5. Check spelling. What if the email does look totally legit? Closely examine the message area. It might look like a genuine logo or banner. But there’s most ALWAYS a tell. Misspellings. Grammatical errors. Odd wording. Case in point: Normally I get alerts from USPS when a package is being delivered. The other day I got a so-called alert from firstname.lastname@example.org. That email address sure looks like it was from USPS, no? But the legitimate alerts are always from “email@example.com” (Note: not “.net”) Also, within the message, “USPS” was spelled “Usps” – upper and lowercase letters. Again, dead giveaway. Plus, the info in the message was unlike the usual messaging. Into “Junk” it went.
6. Enter url separately. Say the email looks legit, company logo, graphics, etc. You’re directed to click on a link to “update your information” or credit card, etc. If there is a website listed in the email, and you’ve an account with that company (bank, email server, etc.), quit that email, go to your browser and enter the company's actual url separately. If you have anything to correct or update with your account, you’ll know it by going to your profile. Either you’ll have a message waiting, or you’ll see for yourself if any info needs updating. Still have questions? Call the company. If it’s legit – or not, they’ll tell you so.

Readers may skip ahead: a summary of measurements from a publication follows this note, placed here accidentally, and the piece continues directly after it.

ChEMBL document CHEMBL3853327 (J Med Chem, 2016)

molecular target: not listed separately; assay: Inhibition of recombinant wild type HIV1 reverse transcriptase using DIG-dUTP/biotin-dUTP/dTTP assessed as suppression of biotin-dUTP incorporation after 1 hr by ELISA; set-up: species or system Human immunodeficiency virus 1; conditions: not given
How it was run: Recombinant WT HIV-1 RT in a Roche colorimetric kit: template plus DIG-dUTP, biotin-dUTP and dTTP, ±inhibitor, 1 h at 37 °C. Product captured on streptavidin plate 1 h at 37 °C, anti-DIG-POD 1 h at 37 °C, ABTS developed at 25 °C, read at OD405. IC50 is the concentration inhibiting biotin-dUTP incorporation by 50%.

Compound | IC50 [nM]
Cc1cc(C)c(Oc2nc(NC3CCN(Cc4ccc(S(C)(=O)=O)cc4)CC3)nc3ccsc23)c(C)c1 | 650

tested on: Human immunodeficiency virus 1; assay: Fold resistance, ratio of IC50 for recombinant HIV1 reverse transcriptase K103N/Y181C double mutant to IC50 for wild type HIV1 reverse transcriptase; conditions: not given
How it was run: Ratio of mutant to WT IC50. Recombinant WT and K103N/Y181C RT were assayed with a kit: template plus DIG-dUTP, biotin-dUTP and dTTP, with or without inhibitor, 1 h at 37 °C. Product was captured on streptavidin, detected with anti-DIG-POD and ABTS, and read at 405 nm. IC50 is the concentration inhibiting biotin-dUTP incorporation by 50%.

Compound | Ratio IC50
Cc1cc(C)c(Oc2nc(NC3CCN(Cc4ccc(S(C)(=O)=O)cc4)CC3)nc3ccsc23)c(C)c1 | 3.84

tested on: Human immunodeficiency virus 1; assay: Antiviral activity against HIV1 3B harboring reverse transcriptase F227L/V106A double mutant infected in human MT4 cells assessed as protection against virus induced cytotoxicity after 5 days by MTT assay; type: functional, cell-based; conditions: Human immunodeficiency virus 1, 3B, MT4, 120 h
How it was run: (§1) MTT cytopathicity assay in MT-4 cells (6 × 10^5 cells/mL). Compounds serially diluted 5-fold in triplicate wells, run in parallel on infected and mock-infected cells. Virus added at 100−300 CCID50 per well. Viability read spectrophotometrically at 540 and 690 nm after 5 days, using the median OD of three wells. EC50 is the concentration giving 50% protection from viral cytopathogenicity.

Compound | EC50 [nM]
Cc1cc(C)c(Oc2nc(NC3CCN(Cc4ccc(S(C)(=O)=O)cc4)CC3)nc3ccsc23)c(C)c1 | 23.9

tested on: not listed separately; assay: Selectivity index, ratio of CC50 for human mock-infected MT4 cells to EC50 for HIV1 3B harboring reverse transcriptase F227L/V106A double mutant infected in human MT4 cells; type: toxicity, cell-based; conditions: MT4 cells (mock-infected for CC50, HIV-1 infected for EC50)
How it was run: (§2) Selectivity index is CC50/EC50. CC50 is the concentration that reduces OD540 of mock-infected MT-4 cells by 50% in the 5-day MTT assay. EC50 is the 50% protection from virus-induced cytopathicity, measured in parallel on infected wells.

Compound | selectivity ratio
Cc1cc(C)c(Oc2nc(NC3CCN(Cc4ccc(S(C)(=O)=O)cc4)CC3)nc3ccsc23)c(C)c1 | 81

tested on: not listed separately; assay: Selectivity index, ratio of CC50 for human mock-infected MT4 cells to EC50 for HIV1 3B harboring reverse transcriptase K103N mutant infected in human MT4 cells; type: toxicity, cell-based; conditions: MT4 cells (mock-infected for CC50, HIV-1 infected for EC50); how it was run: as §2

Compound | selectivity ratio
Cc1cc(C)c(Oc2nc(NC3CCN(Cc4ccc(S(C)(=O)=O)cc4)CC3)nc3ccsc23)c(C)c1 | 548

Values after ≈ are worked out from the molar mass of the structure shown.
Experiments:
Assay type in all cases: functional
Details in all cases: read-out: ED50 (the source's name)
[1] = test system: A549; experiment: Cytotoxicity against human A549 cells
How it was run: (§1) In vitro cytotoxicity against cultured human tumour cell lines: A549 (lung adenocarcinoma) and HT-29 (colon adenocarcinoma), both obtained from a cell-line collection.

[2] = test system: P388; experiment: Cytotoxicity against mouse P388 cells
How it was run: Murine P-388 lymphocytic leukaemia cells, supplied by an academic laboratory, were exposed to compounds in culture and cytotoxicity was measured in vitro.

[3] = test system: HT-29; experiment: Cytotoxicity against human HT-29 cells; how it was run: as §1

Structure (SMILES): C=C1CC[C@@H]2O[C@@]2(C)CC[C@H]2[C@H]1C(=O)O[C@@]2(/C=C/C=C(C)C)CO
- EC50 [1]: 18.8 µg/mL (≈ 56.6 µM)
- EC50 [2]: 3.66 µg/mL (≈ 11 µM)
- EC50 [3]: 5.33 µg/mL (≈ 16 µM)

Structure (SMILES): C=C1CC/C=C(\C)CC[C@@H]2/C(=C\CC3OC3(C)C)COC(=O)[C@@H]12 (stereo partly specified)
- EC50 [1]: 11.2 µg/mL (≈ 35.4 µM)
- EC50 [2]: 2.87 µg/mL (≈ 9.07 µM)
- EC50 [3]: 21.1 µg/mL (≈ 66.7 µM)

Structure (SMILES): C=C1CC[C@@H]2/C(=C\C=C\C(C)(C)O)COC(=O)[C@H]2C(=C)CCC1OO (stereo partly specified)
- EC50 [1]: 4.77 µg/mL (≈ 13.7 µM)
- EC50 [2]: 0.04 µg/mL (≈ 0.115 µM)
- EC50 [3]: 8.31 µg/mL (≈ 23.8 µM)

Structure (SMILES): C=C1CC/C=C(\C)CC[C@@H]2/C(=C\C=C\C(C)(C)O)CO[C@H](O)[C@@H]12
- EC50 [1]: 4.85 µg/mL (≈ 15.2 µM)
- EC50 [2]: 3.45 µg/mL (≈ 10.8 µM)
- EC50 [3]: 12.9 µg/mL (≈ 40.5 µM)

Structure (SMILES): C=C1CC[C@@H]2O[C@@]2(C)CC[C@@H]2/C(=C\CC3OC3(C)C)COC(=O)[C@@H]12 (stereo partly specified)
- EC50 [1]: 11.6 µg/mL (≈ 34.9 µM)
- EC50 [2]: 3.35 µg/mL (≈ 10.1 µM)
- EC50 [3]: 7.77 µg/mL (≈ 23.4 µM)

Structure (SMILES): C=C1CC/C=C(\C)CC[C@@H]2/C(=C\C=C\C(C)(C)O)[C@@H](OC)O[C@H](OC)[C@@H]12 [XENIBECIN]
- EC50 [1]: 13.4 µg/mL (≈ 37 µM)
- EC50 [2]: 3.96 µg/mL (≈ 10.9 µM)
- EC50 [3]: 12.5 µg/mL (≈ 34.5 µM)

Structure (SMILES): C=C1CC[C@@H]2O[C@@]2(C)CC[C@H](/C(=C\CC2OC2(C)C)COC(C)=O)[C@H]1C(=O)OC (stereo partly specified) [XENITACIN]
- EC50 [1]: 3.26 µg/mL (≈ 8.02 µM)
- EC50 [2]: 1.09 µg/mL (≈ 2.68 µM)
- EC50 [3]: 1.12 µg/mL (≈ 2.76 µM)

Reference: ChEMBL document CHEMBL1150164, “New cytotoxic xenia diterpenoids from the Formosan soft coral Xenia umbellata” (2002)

7. Google the company name followed by the word “scam.” If Brian searched “Biogen scam,” he would have seen a list of reports of the scam that borrowed the name of this reputable company.
8. Never open an email from the IRS. They never use email. They only send directly through USPS.
These are just a few of the warning signs that when not heeded, can open you up to computer viruses and worse. Be vigilant. The best rule of thumb is: Don’t click on anything or respond to anything that looks the slightest bit suspicious. Trust your instincts. It’s safe to say, they’re usually spot on.
-- Laura Stigler
P.S. Have more hints? Just click the 3 dots by the headline to comment.